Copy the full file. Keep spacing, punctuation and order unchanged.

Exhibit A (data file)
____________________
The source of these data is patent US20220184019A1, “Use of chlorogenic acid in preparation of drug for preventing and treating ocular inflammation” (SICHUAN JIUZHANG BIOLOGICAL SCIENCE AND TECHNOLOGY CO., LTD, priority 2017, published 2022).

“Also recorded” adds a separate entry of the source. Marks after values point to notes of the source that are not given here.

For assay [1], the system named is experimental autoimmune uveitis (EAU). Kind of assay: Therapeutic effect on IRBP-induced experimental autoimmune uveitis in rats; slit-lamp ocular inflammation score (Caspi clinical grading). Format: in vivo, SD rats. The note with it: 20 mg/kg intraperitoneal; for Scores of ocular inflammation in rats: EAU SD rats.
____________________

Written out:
The source of these data is patent US20220184019A1, “Use of chlorogenic acid in preparation of drug for preventing and treating ocular inflammation” (SICHUAN JIUZHANG BIOLOGICAL SCIENCE AND TECHNOLOGY CO., LTD, priority 2017, published 2022).

“Also recorded” adds a separate entry of the source. Marks after values point to notes of the source that are not given here.

For assay [1], the system named is experimental autoimmune uveitis (EAU). Kind of assay: Therapeutic effect on IRBP-induced experimental autoimmune uveitis in rats; slit-lamp ocular inflammation score (Caspi clinical grading). Format: in vivo, SD rats. The note with it: 20 mg/kg intraperitoneal; for Scores of ocular inflammation in rats: EAU SD rats.